Murder squad working hard to close holes

A detective leading the hunt for the Ipswich serial killer has admitted there were holes in the case - but said officers were working up to 20 hours a day on the investigation.

A detective leading the hunt for the Ipswich serial killer has admitted there were holes in the case - but said officers were working up to 20 hours a day on the investigation.

In a press conference today, Det Chief Supt Stewart Gull said that the inquiry was still waiting for forensic, clinical and blood tests on the bodies of the five prostitutes.

He said: “It's true there are holes but these holes will be closed. We are also using traditional techniques such as house to house calls and speaking to people of interest.

“That takes time but we are working incredibly hard. Our team processing calls, for example, works 20 hours a day and would work longer if our database didn't need time to shut down.”

Mr Gull said the pause in bodies being discovered and prostitutes going missing allowed the investigating team to get a “semblance of order”.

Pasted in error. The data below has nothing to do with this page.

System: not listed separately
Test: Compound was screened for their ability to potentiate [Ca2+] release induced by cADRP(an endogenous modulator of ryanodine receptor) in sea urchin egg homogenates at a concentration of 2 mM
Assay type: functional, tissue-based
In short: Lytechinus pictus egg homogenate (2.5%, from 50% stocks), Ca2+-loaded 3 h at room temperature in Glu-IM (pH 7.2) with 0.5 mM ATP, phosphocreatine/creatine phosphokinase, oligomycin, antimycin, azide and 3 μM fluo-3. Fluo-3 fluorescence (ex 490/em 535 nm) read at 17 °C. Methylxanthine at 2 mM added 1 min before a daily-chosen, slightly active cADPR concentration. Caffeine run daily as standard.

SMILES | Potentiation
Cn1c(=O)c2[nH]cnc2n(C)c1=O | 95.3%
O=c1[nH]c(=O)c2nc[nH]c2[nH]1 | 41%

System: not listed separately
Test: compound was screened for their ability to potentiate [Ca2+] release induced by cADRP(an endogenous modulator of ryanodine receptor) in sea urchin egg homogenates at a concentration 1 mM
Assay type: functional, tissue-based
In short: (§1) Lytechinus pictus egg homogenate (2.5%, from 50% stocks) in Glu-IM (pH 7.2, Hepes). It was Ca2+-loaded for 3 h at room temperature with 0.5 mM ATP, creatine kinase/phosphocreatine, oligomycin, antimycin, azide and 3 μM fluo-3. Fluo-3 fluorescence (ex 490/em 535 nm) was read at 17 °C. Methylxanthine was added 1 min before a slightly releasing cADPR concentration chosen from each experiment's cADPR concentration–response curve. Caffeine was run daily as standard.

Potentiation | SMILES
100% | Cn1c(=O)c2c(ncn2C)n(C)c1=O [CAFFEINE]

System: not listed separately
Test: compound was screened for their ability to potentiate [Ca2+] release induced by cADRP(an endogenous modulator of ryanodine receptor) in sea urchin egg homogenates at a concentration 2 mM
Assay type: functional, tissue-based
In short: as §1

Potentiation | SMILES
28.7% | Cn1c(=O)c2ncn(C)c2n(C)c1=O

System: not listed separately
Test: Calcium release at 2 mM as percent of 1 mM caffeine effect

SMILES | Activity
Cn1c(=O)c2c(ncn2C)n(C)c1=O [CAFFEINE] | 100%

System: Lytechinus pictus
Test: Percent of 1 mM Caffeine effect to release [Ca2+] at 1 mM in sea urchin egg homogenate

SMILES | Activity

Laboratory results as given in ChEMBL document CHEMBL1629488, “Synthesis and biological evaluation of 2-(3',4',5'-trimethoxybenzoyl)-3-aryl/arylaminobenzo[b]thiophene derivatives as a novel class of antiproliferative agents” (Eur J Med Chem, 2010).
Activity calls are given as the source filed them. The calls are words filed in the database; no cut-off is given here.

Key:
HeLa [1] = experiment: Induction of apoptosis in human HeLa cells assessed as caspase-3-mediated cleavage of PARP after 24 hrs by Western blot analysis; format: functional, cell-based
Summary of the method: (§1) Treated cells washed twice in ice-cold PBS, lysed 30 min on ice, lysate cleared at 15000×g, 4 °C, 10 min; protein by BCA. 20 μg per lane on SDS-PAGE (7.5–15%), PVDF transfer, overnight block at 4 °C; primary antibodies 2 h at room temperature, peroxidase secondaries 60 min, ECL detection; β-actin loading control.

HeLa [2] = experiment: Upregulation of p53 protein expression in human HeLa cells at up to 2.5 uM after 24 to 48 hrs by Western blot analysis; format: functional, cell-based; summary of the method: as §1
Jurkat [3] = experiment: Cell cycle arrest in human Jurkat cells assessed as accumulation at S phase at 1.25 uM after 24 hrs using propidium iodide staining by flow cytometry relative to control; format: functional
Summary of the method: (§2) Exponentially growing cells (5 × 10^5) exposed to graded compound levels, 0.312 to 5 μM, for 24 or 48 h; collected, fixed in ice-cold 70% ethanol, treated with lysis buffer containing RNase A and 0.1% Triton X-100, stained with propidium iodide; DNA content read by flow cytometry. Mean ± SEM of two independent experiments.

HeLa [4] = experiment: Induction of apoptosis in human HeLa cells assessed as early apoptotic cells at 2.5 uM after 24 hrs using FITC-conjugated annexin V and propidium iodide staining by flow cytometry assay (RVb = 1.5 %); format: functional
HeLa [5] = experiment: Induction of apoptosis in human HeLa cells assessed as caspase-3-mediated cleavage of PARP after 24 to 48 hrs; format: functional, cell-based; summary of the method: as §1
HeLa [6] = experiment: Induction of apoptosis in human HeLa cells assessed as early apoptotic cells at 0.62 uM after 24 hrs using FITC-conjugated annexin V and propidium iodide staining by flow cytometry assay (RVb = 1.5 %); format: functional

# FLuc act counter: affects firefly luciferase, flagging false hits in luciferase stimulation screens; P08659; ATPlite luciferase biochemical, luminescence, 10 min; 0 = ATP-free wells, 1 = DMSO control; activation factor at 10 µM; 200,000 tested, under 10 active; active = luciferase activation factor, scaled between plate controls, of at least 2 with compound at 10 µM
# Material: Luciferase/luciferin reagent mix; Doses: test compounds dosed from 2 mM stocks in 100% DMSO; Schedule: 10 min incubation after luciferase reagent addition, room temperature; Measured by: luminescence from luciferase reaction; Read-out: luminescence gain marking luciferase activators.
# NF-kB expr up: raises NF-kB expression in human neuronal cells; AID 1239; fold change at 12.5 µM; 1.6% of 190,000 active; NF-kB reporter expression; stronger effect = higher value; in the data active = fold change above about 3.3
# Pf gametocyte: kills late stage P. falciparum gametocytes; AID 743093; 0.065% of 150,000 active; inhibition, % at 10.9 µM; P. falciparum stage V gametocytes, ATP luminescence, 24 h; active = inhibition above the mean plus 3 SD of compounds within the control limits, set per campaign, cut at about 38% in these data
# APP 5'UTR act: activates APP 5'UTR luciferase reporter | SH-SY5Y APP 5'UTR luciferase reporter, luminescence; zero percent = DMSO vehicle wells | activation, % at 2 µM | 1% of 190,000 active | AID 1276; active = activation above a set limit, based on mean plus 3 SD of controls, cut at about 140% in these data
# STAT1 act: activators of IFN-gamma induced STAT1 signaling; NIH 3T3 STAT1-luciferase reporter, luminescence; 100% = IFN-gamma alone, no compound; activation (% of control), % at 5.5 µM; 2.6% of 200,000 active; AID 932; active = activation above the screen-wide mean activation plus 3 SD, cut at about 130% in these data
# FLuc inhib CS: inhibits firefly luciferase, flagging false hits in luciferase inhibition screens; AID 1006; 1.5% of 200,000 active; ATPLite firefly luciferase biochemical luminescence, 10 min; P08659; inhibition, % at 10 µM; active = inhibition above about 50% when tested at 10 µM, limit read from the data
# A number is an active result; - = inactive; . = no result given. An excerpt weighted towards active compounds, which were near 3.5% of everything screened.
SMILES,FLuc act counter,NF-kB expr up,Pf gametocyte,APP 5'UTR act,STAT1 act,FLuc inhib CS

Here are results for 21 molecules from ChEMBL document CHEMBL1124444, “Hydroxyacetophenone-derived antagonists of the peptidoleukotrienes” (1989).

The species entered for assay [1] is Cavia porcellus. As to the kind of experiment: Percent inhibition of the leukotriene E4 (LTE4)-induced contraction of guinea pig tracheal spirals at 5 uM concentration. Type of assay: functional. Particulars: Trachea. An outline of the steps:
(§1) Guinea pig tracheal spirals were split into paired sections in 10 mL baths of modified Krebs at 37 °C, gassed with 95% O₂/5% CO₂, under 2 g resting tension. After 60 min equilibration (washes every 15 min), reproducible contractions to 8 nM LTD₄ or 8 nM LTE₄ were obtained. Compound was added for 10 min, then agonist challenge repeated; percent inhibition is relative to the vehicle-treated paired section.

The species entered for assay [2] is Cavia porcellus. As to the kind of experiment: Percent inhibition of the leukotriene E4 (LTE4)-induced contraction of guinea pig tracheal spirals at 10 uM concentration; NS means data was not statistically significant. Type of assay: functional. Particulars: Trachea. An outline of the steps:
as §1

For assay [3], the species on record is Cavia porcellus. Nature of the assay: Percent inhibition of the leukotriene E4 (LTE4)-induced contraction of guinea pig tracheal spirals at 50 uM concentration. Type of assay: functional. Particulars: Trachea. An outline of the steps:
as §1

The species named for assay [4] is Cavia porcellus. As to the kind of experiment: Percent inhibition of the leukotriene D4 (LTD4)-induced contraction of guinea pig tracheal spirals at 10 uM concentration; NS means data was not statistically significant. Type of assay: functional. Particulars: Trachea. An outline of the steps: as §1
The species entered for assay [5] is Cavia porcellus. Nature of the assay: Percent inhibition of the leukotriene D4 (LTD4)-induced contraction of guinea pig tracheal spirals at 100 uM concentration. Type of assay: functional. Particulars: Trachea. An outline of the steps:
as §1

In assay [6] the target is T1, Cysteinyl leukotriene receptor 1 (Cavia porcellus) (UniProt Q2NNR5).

He added: “This time last week we were dealing with two murders. I've likened this to a crime in action. We've now had a time to pause and get processes in place and get the right qualified staff in the right place.

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“There is now a semblance of order to what was a particularly challenging period for us earlier this week.”

At the press conference Mr Gull revealed that more than 60 calls had come in overnight after he released CCTV images of 24-year-old Anneli Alderton and appealed for information.

As a result of this detectives are now confident that Ms Alderton got off the 5.53pm train from Harwich to Colchester on Sunday, December 3 at Manningtree Station at about 6.15pm.

Mr Gull said: “Once again, the public have responded positively to our appeal - and we are now confident that we can begin piecing together the jigsaw of Anneli's last movements.”

On Saturday night, officers spoke to more than 400 motorists and pedestrians in the red light district of Ipswich. But he did not go into any detail of evidence provided.

He said that in the last 24 hours, police have received a further 1,526 calls from the public.

He described that, and the fact that more than 10,000 calls have been logged in the last week, as “phenomenal”.